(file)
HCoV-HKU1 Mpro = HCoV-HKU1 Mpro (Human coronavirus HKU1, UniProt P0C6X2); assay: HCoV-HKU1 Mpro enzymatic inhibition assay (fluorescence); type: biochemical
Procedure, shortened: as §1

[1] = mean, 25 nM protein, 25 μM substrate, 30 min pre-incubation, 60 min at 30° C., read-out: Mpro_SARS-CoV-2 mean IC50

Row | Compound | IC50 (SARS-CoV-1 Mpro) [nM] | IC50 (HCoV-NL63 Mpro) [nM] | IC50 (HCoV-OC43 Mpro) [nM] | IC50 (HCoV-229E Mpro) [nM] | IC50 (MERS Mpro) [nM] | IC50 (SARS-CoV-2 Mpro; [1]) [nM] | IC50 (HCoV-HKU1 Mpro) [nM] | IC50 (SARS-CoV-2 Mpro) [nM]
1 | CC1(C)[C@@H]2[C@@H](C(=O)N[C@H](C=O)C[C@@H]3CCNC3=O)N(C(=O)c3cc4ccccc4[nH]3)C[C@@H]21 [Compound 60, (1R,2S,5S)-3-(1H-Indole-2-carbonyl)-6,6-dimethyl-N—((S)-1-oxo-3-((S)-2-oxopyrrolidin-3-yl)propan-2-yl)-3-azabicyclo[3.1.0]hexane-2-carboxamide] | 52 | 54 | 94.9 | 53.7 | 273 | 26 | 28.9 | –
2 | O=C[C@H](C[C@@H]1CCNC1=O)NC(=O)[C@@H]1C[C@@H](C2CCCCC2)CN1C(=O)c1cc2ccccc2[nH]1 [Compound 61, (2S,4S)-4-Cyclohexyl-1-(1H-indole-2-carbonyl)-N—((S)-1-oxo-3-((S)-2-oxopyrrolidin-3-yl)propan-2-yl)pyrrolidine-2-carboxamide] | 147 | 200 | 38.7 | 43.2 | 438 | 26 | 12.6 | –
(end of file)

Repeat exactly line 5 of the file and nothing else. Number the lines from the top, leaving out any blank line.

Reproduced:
1 | CC1(C)[C@@H]2[C@@H](C(=O)N[C@H](C=O)C[C@@H]3CCNC3=O)N(C(=O)c3cc4ccccc4[nH]3)C[C@@H]21 [Compound 60, (1R,2S,5S)-3-(1H-Indole-2-carbonyl)-6,6-dimethyl-N—((S)-1-oxo-3-((S)-2-oxopyrrolidin-3-yl)propan-2-yl)-3-azabicyclo[3.1.0]hexane-2-carboxamide] | 52 | 54 | 94.9 | 53.7 | 273 | 26 | 28.9 | –